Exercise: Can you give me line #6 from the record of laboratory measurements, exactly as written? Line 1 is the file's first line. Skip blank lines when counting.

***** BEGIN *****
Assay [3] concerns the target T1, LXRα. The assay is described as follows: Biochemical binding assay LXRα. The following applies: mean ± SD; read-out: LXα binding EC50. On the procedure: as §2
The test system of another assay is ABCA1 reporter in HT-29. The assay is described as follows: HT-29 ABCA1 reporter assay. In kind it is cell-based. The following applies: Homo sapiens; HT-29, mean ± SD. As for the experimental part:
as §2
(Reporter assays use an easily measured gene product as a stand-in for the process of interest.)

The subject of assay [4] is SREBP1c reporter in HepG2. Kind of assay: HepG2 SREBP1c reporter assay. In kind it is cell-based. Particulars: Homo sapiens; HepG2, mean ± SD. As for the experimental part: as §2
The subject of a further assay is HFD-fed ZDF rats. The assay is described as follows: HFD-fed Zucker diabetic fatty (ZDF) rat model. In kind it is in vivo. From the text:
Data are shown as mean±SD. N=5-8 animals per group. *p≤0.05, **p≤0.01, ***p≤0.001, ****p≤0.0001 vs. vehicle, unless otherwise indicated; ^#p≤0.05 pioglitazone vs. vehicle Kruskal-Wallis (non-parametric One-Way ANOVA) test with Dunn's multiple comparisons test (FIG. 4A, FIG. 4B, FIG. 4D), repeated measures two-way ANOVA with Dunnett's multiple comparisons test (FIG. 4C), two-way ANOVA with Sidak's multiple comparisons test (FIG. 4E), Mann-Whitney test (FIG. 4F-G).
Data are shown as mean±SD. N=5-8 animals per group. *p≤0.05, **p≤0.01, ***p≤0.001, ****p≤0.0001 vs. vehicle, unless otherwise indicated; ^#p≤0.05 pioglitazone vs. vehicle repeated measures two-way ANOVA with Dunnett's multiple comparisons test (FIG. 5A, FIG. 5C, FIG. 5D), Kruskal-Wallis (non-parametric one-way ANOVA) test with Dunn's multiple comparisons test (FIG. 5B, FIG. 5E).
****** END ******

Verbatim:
The subject of a further assay is HFD-fed ZDF rats. The assay is described as follows: HFD-fed Zucker diabetic fatty (ZDF) rat model. In kind it is in vivo. From the text: